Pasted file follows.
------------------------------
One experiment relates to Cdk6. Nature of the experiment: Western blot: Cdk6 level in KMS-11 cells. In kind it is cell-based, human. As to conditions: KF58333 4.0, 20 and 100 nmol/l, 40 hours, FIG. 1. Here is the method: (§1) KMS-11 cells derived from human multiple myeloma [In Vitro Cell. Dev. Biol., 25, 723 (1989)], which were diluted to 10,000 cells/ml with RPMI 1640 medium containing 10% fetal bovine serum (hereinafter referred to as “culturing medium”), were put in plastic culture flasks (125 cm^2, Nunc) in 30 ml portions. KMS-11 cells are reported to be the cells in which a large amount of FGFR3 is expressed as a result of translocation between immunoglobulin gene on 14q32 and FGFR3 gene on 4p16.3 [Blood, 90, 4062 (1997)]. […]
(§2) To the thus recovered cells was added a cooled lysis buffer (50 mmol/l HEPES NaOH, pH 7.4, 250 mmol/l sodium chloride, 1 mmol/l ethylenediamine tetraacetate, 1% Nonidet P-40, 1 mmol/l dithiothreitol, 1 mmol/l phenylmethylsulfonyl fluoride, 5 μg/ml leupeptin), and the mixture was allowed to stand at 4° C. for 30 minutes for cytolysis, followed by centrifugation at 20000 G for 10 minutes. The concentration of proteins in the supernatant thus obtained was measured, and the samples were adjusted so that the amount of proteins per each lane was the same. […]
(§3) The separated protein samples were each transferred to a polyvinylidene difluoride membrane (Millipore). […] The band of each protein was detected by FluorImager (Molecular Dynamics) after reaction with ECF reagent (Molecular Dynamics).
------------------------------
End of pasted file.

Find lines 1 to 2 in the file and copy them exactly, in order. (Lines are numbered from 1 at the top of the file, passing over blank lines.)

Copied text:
One experiment relates to Cdk6. Nature of the experiment: Western blot: Cdk6 level in KMS-11 cells. In kind it is cell-based, human. As to conditions: KF58333 4.0, 20 and 100 nmol/l, 40 hours, FIG. 1. Here is the method: (§1) KMS-11 cells derived from human multiple myeloma [In Vitro Cell. Dev. Biol., 25, 723 (1989)], which were diluted to 10,000 cells/ml with RPMI 1640 medium containing 10% fetal bovine serum (hereinafter referred to as “culturing medium”), were put in plastic culture flasks (125 cm^2, Nunc) in 30 ml portions. KMS-11 cells are reported to be the cells in which a large amount of FGFR3 is expressed as a result of translocation between immunoglobulin gene on 14q32 and FGFR3 gene on 4p16.3 [Blood, 90, 4062 (1997)]. […]
(§2) To the thus recovered cells was added a cooled lysis buffer (50 mmol/l HEPES NaOH, pH 7.4, 250 mmol/l sodium chloride, 1 mmol/l ethylenediamine tetraacetate, 1% Nonidet P-40, 1 mmol/l dithiothreitol, 1 mmol/l phenylmethylsulfonyl fluoride, 5 μg/ml leupeptin), and the mixture was allowed to stand at 4° C. for 30 minutes for cytolysis, followed by centrifugation at 20000 G for 10 minutes. The concentration of proteins in the supernatant thus obtained was measured, and the samples were adjusted so that the amount of proteins per each lane was the same. […]